NDAA: Parental Leave for Service Members

Adult hand holding infant hand that is holding a heart - parental leave concept

“Family values” is a phrase we often hear in this country, especially from our politicians. But sometimes, talk of putting families first is often just that: talk. Fortunately, the 2022 National Defense Authorization Act (NDAA) puts in place some measures that are genuinely helpful to military families, including 12 weeks parental leave after giving birth, adopting a child, or fostering a child on a long-term basis, for qualifying service members.

Changes to Military Parental Leave under the 2022 NDAA

The 2022 NDAA demonstrates Congress’s commitment to supporting military families. Prior to the 2022 NDAA being signed into law on December 27, 2021, service members had access to family leave, but the NDAA significantly expanded it. Previously, primary caregivers received six weeks of paid parental leave, while secondary caregivers received only three weeks. New foster parents were not entitled to paid leave at all.

Under the 2022 NDAA, the distinction between primary and secondary caregivers is eliminated. Any parent who is a member of the armed forces will be eligible for up to 12 weeks of paid parental leave whether a new child comes to their family through birth, adoption, or long-term foster care placement. If a servicemember gives birth, they will be entitled to up to 18 weeks of leave, which includes a week for medical convalescence.

Sadly, the introduction of a child into the family is not the only time a parent may need to take leave, and the NDAA recognizes this as well. The law also created an expansion of paid leave for federal employees. The program will now offer as much as two weeks of bereavement leave following the death of a child. All federal employees, not just military service members, are eligible for this new bereavement leave.

Other provisions in the law include expansion of an in-home child care pilot program to help subsidize full-time child care by authorized providers for between 30 and 60 hours per week, and the creation of seven new child development center (CDC) waitlists. The expansion of child care options and bereavement leave, together with parental leave for service members, is a welcome show of support for military families.

Why Military Parental Leave Matters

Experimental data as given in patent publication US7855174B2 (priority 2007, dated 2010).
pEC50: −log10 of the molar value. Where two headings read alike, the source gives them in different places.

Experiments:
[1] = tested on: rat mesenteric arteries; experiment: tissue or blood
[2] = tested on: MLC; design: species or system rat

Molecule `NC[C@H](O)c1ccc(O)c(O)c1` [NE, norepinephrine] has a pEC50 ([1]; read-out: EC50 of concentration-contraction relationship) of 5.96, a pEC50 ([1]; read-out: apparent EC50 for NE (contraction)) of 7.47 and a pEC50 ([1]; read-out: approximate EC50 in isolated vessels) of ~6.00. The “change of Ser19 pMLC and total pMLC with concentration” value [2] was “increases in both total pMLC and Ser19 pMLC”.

The early weeks of a child’s life or their time with a new family are essential for bonding. The expansion of parental leave for military parents enables parents to take advantage of more of those precious days. It’s especially welcome for parents who are facing deployment or long hours away from their families to immerse themselves in parenting when they have a new child.

It’s also a positive development that the language around “primary” and “secondary” caregivers has been dropped. While most people anticipate that the parent who gave birth will be the “primary” caregiver for the child, that is not always the case. A situation from before the enactment of the 2022 NDAA illustrates why.

An airman’s wife gave birth, and for reasons personal to the airman and his wife, the family decided that the airman would be the primary caregiver for their newborn son, eligible for six weeks of leave at that time.

The airman’s unit commander denied his request to serve as his son’s primary caregiver on the grounds that the airman himself had not given birth. The unit commander also demanded medical documentation that it was necessary for the airman to be primarily responsible for his son’s care, which the airman refused to provide, arguing that the Air Force did not require that information and that his wife’s medical status was private.

The Air Force ultimately determined that it is up to service members, not their unit commanders, to decide who will serve as primary caregiver in their newly-expanded family. But with the passage of the 2022 NDAA, that choice is no longer necessary, as there is no longer a distinction between primary and secondary caregivers. In the scenario above, the airman would not have had to fight for six weeks to care for his son; he would have automatically received twelve.

Improved Military Parental Leave Program

It’s encouraging to see our government leaders not only verbalizing support for military families, but making it a reality. Our service members, and their families, already make a tremendous sacrifice for our country. At least with regard to welcoming a new member, they no longer have to sacrifice as much family time.

If you have questions about military family leave or your rights as a parent in the military, a family law attorney with experience in military family law matters can help. We invite you to contact Brinkley Law Firm, LLC, to schedule a consultation.